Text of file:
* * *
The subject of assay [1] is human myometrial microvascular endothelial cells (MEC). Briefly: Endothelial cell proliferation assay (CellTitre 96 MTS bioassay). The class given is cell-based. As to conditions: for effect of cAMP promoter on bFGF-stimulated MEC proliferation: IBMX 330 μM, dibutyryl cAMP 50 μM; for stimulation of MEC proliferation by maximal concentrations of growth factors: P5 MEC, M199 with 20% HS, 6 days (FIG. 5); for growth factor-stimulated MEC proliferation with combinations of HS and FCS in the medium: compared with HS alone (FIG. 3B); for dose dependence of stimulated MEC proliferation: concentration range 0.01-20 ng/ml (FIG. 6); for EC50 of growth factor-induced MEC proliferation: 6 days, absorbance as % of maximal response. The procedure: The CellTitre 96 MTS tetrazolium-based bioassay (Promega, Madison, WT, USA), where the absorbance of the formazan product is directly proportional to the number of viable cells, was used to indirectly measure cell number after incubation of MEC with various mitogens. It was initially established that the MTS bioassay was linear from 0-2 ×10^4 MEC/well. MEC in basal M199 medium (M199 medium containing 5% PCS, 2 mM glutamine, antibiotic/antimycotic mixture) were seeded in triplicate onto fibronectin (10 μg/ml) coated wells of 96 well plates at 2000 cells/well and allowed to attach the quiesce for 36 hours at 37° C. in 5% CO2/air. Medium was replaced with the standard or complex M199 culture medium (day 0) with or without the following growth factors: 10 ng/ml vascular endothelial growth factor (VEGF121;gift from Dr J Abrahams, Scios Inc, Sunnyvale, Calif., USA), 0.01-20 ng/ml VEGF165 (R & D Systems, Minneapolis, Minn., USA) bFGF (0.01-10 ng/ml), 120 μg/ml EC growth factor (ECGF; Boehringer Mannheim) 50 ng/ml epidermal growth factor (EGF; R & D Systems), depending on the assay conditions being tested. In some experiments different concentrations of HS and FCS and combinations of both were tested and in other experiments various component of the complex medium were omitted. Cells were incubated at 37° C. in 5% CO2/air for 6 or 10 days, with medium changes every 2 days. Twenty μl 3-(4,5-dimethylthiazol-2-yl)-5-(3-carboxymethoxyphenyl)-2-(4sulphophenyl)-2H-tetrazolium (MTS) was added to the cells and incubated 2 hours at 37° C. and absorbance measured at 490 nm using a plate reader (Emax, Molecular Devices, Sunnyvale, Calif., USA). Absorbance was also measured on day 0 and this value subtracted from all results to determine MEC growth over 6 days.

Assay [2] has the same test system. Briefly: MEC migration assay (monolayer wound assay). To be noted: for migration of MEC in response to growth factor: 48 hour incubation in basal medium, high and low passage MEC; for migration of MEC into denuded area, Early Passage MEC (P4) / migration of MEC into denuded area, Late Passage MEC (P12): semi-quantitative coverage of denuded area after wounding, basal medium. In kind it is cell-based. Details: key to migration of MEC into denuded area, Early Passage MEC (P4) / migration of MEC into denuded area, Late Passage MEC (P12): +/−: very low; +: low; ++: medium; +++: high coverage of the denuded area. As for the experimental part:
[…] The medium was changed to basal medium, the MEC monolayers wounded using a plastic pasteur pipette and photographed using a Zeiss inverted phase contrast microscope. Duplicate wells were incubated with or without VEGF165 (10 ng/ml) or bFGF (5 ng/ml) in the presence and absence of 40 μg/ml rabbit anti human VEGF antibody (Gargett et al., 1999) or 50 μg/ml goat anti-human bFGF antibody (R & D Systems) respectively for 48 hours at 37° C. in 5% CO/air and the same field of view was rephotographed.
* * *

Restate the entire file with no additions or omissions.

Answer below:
The subject of assay [1] is human myometrial microvascular endothelial cells (MEC). Briefly: Endothelial cell proliferation assay (CellTitre 96 MTS bioassay). The class given is cell-based. As to conditions: for effect of cAMP promoter on bFGF-stimulated MEC proliferation: IBMX 330 μM, dibutyryl cAMP 50 μM; for stimulation of MEC proliferation by maximal concentrations of growth factors: P5 MEC, M199 with 20% HS, 6 days (FIG. 5); for growth factor-stimulated MEC proliferation with combinations of HS and FCS in the medium: compared with HS alone (FIG. 3B); for dose dependence of stimulated MEC proliferation: concentration range 0.01-20 ng/ml (FIG. 6); for EC50 of growth factor-induced MEC proliferation: 6 days, absorbance as % of maximal response. The procedure: The CellTitre 96 MTS tetrazolium-based bioassay (Promega, Madison, WT, USA), where the absorbance of the formazan product is directly proportional to the number of viable cells, was used to indirectly measure cell number after incubation of MEC with various mitogens. It was initially established that the MTS bioassay was linear from 0-2 ×10^4 MEC/well. MEC in basal M199 medium (M199 medium containing 5% PCS, 2 mM glutamine, antibiotic/antimycotic mixture) were seeded in triplicate onto fibronectin (10 μg/ml) coated wells of 96 well plates at 2000 cells/well and allowed to attach the quiesce for 36 hours at 37° C. in 5% CO2/air. Medium was replaced with the standard or complex M199 culture medium (day 0) with or without the following growth factors: 10 ng/ml vascular endothelial growth factor (VEGF121;gift from Dr J Abrahams, Scios Inc, Sunnyvale, Calif., USA), 0.01-20 ng/ml VEGF165 (R & D Systems, Minneapolis, Minn., USA) bFGF (0.01-10 ng/ml), 120 μg/ml EC growth factor (ECGF; Boehringer Mannheim) 50 ng/ml epidermal growth factor (EGF; R & D Systems), depending on the assay conditions being tested. In some experiments different concentrations of HS and FCS and combinations of both were tested and in other experiments various component of the complex medium were omitted. Cells were incubated at 37° C. in 5% CO2/air for 6 or 10 days, with medium changes every 2 days. Twenty μl 3-(4,5-dimethylthiazol-2-yl)-5-(3-carboxymethoxyphenyl)-2-(4sulphophenyl)-2H-tetrazolium (MTS) was added to the cells and incubated 2 hours at 37° C. and absorbance measured at 490 nm using a plate reader (Emax, Molecular Devices, Sunnyvale, Calif., USA). Absorbance was also measured on day 0 and this value subtracted from all results to determine MEC growth over 6 days.

Assay [2] has the same test system. Briefly: MEC migration assay (monolayer wound assay). To be noted: for migration of MEC in response to growth factor: 48 hour incubation in basal medium, high and low passage MEC; for migration of MEC into denuded area, Early Passage MEC (P4) / migration of MEC into denuded area, Late Passage MEC (P12): semi-quantitative coverage of denuded area after wounding, basal medium. In kind it is cell-based. Details: key to migration of MEC into denuded area, Early Passage MEC (P4) / migration of MEC into denuded area, Late Passage MEC (P12): +/−: very low; +: low; ++: medium; +++: high coverage of the denuded area. As for the experimental part:
[…] The medium was changed to basal medium, the MEC monolayers wounded using a plastic pasteur pipette and photographed using a Zeiss inverted phase contrast microscope. Duplicate wells were incubated with or without VEGF165 (10 ng/ml) or bFGF (5 ng/ml) in the presence and absence of 40 μg/ml rabbit anti human VEGF antibody (Gargett et al., 1999) or 50 μg/ml goat anti-human bFGF antibody (R & D Systems) respectively for 48 hours at 37° C. in 5% CO/air and the same field of view was rephotographed.